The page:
- 155-mm wheeled self-propelled howitzers ATMOS-2000 – 5 were ordered in 2008, received in 2010 (most likely, in reality, we are talking about ATMOS M46, a self-propelled version of the 130-mm M-46 cannon; Azerbaijan has at least 36 such guns, as well as various 152-mm cannons, howitzers and self-propelled guns, the caliber 155 mm is not standard for this country).
- 120mm self-propelled mortars Cardom – 50 (on the Mercedes chassis). SIPRI says about 10 (ordered in 2008, received in 2010-2011), but most likely it was only the first batch.
- Spear Mk2 – 47 120-mm self-propelled mortars (based on Plasan Sand Cat, also installed on BTR-70). See separate article. As with Cardom, SIPRI only talks about 10 (ordered in 2017, received in 2018), apparently the first batch.
Air defense radar and air defense system
For a long time, various sources reported about Azerbaijan’s ordering 1-2 EL / M-2080 Green Pine radars (ie missile defense radars used in the Hetz system). This information has not been confirmed, for example SIPRI has already removed it from its database. There is also no confirmation of the purchase of the SPYDER-SR air defense system and the Iron Dome (they wrote about Azerbaijan’s intention to buy LCD in 2016, see a separate article).
- 2 EL / M-2288 AD-STAR – ordered in 2014, received in 2016 air traffic control and early warning radars for air defense. Has 2 versions, stationary long-range EL / M-2288ER and mobile medium-range EL / M-2288MR. There is no information what version Azerbaijan bought.
- EL / M-2106NG – short-range air defense radar, how much was purchased – it was not reported.
- EL / M-2084 MMR is a universal radar for air defense missions, targeting enemy artillery batteries and adjusting their own artillery fire. For example, in the IDF they are used both in the artillery troops and in the air defense / missile defense batteries “Iron Dome” and “Sling of David”. There are reports that Azerbaijan has bought at least 4 such radars.
- SAM “Barak-8” (Barak-LR) – 1 division with radar EL / M-2084, 9 towed TLUs for 8 missiles each, mobile control point Part of the 2011 deal.On SIPRI received in 2016, including about 40 Barak-8 and Barak-8ER missiles. Other sources talk about the purchase of 75 missiles of both types.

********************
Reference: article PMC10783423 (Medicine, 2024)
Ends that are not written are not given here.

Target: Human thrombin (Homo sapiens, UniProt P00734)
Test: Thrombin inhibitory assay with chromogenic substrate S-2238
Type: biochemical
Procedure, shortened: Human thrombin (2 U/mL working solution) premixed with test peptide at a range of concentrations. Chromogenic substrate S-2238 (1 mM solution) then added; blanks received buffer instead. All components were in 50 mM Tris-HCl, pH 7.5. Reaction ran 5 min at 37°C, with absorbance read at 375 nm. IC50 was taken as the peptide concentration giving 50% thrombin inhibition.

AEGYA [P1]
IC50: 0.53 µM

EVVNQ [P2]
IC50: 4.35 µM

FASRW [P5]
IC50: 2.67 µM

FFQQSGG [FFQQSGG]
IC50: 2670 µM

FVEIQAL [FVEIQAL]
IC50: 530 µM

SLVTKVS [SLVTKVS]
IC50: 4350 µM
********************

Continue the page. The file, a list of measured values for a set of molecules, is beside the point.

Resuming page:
Ships and boats
In 2013, Azerbaijan signed a contract with Israel Shipyards for the construction of patrol ships and boats for the Azerbaijani Navy. The boats gathered in the Center for Construction and Repair of Vessels of the Coast Guard of the State Border Service of Azerbaijan in the Baku settlement of Turkan.
- 6 border patrol boats Shaldag Mk V, assembled in 2014-2015. Numbers from S-301 to S-306 are carried.
- 6 border patrol ships OPV-62 (based on the “Saar-4.5” hull), assembled in 2015-2019. Numbers S-201 to S-206 are carried. See the article on bmpd.
- 2 corvettes “Saar-72” – there were reports of Azerbaijan’s intention to buy 2 such ships, it was even stated that the construction of the first one would start in 2016, but there is still no confirmation of this. About “Saar-72” see a separate article.
The supply of ships also means the supply of weapons systems and equipment for them:
- each OPV-62 carries a Rafael MLS NLOS launcher for Rafael Spike-NLOS missiles, a 23-mm Rafael Typhoon artillery unit and two 12.7-mm Rafael Mini Typhoon missiles, an Elta EL / M-2228X SGRS radar, a Rafael Toplite EO fire detection and control system and a complex Rafael Wizard jamming;
- each Shaldag Mk V carries a Rafael Typhoon MLS ER launcher for Rafael Spike-ER missiles, a 23 mm Rafael Typhoon gun and two 12.7 mm Rafael Mini Typhoon, a Rafael Toplite EO system.
In 2012, it was reported that the already mentioned 2011 deal also included the Gabriel-5 anti-ship missile complex. There is still no confirmation of this, Finland became the first known buyer of this rocket.
The Israeli military industry, as you know, primarily sells not platforms, but various systems and services. Electrical optics and night vision devices, communications and electronic reconnaissance equipment, etc. Some of these systems are listed above in connection with the modernization of armored vehicles (T-72 and BMP-2), helicopters (Mi-17), supply of ships and boats. Elbit Long View CR EO systems for artillery spotters, simulators for supplied ATGMs were noticed in Azerbaijan. Most likely there is a lot of other things, but there is no information on this.
It was also reported that Czech weapons were also supplied to Azerbaijan through Israel.
MORE ON THE TOPIC:
- Weapons Of Karabakh War: Israel’s LYNX Multi-Purpose MLRS
- In Numbers: Azerbaijani Claims About Armenian Losses In Nagorno-Karabakh War